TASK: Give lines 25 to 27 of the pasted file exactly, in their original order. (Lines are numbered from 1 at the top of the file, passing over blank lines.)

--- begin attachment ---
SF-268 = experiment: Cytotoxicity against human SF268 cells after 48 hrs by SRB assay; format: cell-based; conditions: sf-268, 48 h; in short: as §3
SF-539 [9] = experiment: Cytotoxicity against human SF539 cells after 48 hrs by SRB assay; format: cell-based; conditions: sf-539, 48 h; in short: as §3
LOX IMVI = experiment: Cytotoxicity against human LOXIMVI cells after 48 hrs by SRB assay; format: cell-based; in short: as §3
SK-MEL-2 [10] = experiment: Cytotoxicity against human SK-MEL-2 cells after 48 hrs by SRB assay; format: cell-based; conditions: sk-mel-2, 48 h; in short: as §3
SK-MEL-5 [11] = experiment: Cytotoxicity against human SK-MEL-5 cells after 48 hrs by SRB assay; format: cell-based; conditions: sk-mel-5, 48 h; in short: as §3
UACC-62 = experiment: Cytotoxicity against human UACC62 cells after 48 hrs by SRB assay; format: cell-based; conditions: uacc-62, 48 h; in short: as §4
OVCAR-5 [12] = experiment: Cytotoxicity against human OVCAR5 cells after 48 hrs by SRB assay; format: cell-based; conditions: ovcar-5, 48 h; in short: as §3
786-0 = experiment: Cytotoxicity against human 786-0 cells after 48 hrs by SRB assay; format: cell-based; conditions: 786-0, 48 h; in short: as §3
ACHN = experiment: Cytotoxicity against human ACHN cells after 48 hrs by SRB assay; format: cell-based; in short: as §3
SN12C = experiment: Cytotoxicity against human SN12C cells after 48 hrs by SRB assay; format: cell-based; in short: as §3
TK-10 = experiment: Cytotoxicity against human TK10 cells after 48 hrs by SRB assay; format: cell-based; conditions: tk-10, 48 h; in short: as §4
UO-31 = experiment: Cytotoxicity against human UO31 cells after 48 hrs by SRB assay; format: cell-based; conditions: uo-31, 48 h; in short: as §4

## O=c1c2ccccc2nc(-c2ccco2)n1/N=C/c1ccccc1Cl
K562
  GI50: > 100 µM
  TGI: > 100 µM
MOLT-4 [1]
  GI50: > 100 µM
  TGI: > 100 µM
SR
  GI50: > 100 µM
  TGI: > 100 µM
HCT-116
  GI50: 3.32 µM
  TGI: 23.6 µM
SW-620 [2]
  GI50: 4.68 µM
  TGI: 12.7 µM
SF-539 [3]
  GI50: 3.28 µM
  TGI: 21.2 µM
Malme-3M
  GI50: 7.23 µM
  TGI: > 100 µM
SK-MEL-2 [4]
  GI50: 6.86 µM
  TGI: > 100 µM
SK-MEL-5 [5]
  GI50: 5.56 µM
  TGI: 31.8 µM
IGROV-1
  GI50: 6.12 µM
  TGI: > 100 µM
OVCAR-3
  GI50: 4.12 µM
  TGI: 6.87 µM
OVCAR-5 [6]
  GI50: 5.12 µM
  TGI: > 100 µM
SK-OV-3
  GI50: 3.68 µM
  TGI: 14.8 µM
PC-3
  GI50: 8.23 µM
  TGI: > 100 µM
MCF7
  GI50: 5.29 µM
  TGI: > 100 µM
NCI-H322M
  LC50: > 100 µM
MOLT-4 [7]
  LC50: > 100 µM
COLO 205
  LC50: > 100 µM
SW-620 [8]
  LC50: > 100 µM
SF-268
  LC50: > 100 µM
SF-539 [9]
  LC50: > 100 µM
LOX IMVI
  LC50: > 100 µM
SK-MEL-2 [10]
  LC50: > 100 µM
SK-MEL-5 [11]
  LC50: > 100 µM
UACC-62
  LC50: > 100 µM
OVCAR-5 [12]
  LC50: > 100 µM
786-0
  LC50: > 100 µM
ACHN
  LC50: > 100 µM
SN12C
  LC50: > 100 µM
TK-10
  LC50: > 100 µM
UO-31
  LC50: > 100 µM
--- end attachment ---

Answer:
  TGI: 23.6 µM
SW-620 [2]
  GI50: 4.68 µM